Applying Confocal Raman Imaging to Help Analyze Stress Fields on Silicon Solar Cells and Understanding Dependent Characteristics of Dye Solar Cell Material

The research and development of photovoltaic devices focuses primarily on increasing the conversion efficiency or improving the production process of solar cells. Gaining insights into the micro- and nanostructures as well as the chemical properties is crucial to achieve further improvements.

For these studies, Confocal Raman Imaging is a valuable tool as it not only provides optical information but also data pertaining to the 3D distribution of the crystallinity, chemical compounds and material stress. This article discusses the use of Confocal Raman Imaging to analyze stress fields around laser-drilled holes on a Si solar cell and to study concentration-dependent properties of a dye solar cell.

Stress Fields Around a Laser-drilled Hole on a Si Solar Cell

Figure 1 shows the typical configuration of Si-based solar cells. The contacts for discharging are usually placed on top of the p- and n-doped material. However, at this position, the contacts block some amount of the sunlight, which, in turn, decreases the efficiency. Hence, they are now placed on the bottom of the solar cells by drilling holes through the cells using laser. Nevertheless, the drilling process can trigger strain around the holes on the Si solar cell, causing a drop in the efficiency.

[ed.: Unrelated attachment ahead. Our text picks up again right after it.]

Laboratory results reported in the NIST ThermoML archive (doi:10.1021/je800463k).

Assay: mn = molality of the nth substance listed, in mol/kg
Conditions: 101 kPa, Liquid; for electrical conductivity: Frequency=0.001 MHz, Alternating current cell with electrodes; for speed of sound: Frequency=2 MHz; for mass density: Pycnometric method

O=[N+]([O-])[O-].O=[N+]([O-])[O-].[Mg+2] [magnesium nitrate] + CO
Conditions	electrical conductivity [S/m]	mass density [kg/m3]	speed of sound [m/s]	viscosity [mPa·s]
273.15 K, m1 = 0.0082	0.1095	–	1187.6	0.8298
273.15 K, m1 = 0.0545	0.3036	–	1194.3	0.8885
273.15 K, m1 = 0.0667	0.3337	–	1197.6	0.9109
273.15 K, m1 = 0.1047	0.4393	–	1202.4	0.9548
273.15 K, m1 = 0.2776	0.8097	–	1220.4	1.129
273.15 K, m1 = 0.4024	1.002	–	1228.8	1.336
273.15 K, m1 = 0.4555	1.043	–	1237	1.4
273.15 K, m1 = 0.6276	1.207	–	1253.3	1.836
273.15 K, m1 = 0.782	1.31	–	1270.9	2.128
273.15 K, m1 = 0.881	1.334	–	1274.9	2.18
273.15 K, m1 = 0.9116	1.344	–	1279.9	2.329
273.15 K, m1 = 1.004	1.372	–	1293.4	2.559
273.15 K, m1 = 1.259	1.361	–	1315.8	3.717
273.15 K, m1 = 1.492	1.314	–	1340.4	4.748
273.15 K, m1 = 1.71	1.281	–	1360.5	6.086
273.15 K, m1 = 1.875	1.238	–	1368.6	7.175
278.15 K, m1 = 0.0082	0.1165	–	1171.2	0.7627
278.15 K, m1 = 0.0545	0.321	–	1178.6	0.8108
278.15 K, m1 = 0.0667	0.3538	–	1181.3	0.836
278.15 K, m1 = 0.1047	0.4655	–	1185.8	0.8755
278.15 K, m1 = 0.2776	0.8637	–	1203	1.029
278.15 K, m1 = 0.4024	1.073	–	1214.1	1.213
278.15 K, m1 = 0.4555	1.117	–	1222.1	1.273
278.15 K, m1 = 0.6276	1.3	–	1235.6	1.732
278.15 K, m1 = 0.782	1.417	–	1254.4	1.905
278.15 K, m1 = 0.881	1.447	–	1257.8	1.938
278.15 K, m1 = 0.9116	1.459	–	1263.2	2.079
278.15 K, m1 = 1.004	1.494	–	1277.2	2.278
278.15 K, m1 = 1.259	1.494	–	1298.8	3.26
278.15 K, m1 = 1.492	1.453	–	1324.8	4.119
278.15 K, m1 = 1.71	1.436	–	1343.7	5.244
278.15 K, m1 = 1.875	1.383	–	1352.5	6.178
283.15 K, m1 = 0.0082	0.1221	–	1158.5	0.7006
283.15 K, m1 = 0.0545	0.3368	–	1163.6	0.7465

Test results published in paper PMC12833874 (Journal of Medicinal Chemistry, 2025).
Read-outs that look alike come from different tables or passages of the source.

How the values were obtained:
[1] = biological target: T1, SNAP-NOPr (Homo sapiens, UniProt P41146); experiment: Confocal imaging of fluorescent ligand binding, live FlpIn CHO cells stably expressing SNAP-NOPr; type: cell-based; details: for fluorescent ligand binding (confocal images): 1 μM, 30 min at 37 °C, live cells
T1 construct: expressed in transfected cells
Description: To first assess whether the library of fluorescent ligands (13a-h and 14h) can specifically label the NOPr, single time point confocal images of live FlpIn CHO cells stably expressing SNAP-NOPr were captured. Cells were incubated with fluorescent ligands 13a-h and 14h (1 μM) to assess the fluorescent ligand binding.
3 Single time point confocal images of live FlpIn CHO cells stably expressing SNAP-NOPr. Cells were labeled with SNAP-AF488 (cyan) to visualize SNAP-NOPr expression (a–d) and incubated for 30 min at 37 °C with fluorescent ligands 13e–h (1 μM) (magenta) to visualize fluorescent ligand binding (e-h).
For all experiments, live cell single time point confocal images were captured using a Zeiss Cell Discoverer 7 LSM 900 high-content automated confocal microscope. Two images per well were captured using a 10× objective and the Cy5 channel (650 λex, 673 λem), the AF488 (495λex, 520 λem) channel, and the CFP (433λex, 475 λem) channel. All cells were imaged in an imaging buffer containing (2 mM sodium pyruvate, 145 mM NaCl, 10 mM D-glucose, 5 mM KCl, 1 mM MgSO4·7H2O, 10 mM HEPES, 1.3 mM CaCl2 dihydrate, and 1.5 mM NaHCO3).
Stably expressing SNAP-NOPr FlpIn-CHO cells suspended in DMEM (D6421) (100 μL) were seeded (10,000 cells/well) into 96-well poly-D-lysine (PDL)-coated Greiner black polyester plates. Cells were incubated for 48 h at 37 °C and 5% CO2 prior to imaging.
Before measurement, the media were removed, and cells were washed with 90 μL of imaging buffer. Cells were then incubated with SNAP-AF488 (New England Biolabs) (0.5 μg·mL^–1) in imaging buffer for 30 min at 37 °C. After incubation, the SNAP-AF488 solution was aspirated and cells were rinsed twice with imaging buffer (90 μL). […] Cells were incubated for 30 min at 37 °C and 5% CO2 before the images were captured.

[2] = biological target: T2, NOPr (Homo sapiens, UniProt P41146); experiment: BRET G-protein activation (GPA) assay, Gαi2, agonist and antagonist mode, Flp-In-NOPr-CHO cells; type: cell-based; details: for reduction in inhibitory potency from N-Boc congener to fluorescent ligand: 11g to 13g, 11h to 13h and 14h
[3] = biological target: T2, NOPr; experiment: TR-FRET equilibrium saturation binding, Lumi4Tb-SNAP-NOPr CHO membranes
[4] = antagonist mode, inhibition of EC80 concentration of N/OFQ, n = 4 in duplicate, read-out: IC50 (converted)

Typical set-up of a solar cell

Figure 1. Typical set-up of a solar cell (sample courtesy of Fraunhofer-Institute for Solar Energy Systems ISE).

This article analyzes two approaches of lowering the stress:

1. Lowering the laser power for drilling using

  • 20% drilling power with 20 repetitions
  • 100% drilling power with 9 repetitions.

2. Etching the wafer after the drilling process:

  • No etching
  • One minute etching with KOH
  • Two minutes etching with KOH
  • Four minutes etching with KOH
  • Six minutes etching with KOH.

Confocal Raman Imaging measurements were performed to assess the strain induced by the drilling process around the holes on the Si using a WITec alpha700 system equipped with a 532nm excitation laser and a 100x air objective (NA 0.9).